10 Great Webcomics You Should Be Reading Right Now
There are lots of great web comics on the internet – so many that it can be difficult to know what to read or where to start. This list hopes to offer a brief guide to those interested in checking some out. It's just one of many possible paths into this huge and usually wonderful world.
For the reader who wants to watch the story grow from the beginning:
Necropolis by Jake Wyatt
Necropolis seamlessly weaves together two stories: one about a young girl who strikes a deal with a godlike creature and gets more than she bargained for, and one about a prophetic king and a conquering queen. Both of these tales create the lore and foundation for this fantastical story. Part epic fantasy quest, part mythical fable, Necropolis is fascinating to watch develop and had me hooked from the first page. The amount of detail is incredible; every page has minute parts that add depth to the whole of the background and atmosphere. Also, the writing pulls the reader along so smoothly that once I reached the end of what is available so far, I immediately went back to the start to look at the details I hadn’t caught the first time.
Gutless by Rose Bousamra
Updates: Every other Monday
Gutless follows a genderless mechanical knight named Milo on their journey to navigate a world that isn’t prepared for their existence. In addition to Milo, another primary character is Tesla: a princess that brought Milo to life – her name being a fairly overt reference to the inventor Nikola Tesla. Gutless takes place in a “magical manifestation of North America, called the Realm of the Seven Stars” and is a richly developed world. Each of Milo’s interactions with the world around them and the different characters that they meet along the way are expressive and endearing. Through Milo’s interactions with other characters, Bousamra raises questions of what it means to be human when one is “mechanical” or outside the status quo. This dialogue is what makes Gutless so interesting. It’s a web comic that looks at how we form an understanding of ourselves, as we try to navigate a world both familiar and foreign.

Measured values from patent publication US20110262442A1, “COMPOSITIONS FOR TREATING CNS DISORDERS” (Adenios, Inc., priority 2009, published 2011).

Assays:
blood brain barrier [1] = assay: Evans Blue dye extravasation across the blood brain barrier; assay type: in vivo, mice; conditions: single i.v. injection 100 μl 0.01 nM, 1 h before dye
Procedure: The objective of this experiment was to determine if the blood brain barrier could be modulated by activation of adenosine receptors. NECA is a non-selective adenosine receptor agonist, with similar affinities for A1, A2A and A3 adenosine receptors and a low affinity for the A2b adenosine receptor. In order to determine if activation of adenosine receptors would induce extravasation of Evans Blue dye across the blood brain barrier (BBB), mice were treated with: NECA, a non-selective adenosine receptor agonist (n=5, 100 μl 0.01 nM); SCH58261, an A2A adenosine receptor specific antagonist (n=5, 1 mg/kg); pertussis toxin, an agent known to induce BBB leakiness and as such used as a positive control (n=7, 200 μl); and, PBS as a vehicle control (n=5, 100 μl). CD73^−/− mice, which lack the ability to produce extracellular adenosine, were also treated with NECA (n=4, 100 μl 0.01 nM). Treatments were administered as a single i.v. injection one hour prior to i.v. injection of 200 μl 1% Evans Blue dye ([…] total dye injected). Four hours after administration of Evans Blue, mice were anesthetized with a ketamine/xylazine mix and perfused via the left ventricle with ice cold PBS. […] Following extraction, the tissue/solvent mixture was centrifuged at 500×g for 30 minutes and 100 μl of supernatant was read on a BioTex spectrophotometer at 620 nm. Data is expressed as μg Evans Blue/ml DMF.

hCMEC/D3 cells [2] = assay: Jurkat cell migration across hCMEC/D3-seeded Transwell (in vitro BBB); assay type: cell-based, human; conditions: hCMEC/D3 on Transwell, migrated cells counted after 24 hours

Mimon by Sas Milledge
Mimon begins with the hedgewitch Hester being approached by Ainsley, a young girl who needs to get rid of a poltergeist-type problem. Reluctantly, Hester agrees. Mimon quickly hints at Hester being more of a mystery than she initially appears, and this is what makes Mimon interesting. Milledge’s pacing feels cinematic: the panels add or remove distance to emphasize the breaks in conversation or the beats between actions. Milledge also uses a white outline in the panels, which is an interesting subversion of the usual black outline and one that creates a feeling of “no boundaries” within the comic. For those who love magic and fantasy, Mimon is the perfect addition to your reading list. Hester’s magic is a thrill to read; it’s fascinating to watch how Milledge represents the magic as though Hester is drawing with light. (P.S. Ainsley’s forehead is adorable.)